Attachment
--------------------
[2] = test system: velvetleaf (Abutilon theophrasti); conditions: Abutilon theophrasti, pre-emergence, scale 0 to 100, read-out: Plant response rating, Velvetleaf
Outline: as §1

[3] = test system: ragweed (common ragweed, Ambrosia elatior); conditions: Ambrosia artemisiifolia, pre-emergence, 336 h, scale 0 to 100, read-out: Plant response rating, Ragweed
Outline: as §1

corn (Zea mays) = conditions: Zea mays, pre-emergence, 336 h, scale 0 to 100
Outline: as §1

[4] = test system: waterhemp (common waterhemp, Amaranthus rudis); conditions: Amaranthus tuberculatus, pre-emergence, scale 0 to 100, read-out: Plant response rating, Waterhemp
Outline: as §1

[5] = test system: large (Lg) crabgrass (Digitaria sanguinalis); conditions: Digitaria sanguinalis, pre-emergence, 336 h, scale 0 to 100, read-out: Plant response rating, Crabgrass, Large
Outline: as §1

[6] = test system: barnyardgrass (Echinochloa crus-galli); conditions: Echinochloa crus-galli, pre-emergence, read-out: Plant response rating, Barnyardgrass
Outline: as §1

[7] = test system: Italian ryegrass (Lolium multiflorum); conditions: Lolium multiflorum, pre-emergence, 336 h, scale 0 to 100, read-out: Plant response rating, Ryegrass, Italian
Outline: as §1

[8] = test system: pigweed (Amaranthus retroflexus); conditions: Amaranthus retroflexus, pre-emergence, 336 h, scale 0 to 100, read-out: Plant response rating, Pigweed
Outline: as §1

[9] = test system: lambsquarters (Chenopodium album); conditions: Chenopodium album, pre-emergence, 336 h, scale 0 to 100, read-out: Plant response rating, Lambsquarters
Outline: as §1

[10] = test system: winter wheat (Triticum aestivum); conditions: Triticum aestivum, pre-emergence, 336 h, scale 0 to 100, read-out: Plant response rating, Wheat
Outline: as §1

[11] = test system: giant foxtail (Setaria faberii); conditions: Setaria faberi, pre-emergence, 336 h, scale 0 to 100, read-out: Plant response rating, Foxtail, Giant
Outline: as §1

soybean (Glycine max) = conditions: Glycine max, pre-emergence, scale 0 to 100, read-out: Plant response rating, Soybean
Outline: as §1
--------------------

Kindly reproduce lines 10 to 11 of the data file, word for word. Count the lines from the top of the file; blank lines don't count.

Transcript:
Outline: as §1

[6] = test system: barnyardgrass (Echinochloa crus-galli); conditions: Echinochloa crus-galli, pre-emergence, read-out: Plant response rating, Barnyardgrass